Warranty of Habitability in Arkansas

Published By
Health Impact Project

The Arkansas Community Institute, Central Arkansas ReEntry Coalition, and local partners conducted an HIA of H.B. 1166, which would create a “warranty of habitability”—a set of basic statewide quality standards in public and private rental housing. The project focused on the bill’s potential impacts on low-income renters living south of Interstate 630 in Little Rock, an area that includes large numbers of immigrants, African-Americans, and former inmates.

The HIA found that minimum standards for rental housing, when accompanied by enhanced code enforcement and education initiatives, could improve health and decrease housing inequalities in Little Rock. In focus groups, discussions, surveys, and interviews, residents expressed strong support for the standards, and many said they had experienced poor physical or mental health as a result of living in substandard housing. For example, the study found an association between living in a property cited for mold violations and seeking treatment for respiratory conditions at the local public hospital.

The report issued several recommendations to amplify the warranty’s positive health impacts. The HIA encouraged state agencies to collaborate on educating landlords and tenants about how housing quality can affect health, public programs and assistance that promote housing affordability and energy efficiency, dispute resolution, and fair housing laws. It further recommended that local government entities educate landlords and tenants about their obligations for maintaining units to meet the new standards, landlords’ responsibility to comply with housing codes, and legal recourse available to tenants when landlords fail to make needed repairs.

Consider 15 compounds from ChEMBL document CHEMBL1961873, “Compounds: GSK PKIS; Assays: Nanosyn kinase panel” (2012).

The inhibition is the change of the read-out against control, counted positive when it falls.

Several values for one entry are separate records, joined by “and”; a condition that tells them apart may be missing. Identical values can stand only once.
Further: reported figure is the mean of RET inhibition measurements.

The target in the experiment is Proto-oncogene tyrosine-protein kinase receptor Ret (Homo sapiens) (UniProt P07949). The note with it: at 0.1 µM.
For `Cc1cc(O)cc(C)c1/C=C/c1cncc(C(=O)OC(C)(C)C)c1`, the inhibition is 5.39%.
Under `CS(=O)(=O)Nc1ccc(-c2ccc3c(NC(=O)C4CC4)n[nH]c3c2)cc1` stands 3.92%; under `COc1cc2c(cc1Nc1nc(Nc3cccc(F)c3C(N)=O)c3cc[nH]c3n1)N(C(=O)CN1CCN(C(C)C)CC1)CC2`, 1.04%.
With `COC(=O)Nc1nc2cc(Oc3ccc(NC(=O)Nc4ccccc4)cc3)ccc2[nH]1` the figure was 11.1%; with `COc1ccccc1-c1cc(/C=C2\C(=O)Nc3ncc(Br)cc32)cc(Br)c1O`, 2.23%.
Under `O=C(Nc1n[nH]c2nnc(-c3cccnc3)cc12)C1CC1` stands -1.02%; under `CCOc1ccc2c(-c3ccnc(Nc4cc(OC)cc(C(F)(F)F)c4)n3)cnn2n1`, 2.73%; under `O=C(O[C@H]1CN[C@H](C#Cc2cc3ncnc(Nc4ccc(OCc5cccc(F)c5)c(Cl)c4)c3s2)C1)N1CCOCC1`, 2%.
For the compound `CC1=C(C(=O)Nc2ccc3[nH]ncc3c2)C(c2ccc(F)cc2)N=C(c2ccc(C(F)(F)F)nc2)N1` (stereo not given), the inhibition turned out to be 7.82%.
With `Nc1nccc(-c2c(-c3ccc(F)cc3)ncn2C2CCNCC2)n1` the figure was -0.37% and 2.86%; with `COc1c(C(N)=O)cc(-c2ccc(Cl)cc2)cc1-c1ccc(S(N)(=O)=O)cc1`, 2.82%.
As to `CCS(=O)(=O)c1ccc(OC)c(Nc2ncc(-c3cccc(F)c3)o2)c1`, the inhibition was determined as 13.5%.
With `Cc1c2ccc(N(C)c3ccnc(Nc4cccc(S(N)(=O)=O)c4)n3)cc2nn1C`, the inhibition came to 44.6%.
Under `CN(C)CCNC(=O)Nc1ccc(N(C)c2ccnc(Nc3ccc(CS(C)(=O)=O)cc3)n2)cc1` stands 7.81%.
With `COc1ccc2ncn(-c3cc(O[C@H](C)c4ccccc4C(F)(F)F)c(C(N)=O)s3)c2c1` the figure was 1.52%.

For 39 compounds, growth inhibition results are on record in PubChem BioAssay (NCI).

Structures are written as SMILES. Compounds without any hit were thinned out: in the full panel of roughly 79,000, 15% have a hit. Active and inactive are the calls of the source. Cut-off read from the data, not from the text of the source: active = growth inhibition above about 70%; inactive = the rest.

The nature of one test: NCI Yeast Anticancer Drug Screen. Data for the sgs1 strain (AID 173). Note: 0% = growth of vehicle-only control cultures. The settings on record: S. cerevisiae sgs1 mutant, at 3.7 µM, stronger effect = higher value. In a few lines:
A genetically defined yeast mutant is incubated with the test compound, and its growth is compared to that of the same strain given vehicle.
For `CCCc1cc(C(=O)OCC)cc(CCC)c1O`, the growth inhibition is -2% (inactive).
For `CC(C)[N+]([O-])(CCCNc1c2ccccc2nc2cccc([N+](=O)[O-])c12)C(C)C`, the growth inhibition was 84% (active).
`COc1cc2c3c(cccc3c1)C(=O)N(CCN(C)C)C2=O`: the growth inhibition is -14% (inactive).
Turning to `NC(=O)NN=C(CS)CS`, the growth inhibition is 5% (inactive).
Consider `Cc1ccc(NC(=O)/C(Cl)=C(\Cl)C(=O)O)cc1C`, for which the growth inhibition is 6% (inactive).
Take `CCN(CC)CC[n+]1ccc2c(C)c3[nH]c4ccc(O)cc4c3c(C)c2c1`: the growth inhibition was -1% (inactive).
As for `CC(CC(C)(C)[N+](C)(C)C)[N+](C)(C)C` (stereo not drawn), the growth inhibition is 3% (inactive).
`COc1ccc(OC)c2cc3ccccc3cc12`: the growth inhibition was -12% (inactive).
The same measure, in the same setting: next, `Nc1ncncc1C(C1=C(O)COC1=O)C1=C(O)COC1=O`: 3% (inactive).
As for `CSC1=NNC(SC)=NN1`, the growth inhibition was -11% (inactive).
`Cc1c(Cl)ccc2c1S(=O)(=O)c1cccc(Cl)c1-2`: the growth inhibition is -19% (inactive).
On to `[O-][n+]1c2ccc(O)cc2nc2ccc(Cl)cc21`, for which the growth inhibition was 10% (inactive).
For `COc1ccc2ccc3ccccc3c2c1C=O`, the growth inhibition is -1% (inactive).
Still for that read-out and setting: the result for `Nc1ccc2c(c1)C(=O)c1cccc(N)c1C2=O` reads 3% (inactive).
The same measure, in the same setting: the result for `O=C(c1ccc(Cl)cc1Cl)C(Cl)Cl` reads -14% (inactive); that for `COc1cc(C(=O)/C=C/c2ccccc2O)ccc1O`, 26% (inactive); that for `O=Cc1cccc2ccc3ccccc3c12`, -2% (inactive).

The HIA also recommended that Arkansas adopt minimum standards to ensure that housing is safe for residents and that Little Rock dedicate resources to enforcing minimum standards, set a policy to allow tenants to terminate a lease or require property owners to make needed repairs where standards are not met, and collect and disseminate code enforcement data.


This Health Impact Assessment Report first appeared in The Cross-Sector Toolkit for Health. The Cross-Sector Toolkit for Health was originally developed by the Health Impact Project, formerly a collaboration of the Robert Wood Johnson Foundation and The Pew Charitable Trusts. The creation of this resource was supported by a grant from the Health Impact Project. The views expressed are those of the author(s) and do not necessarily reflect the views of The Pew Charitable Trusts, or the Robert Wood Johnson Foundation.

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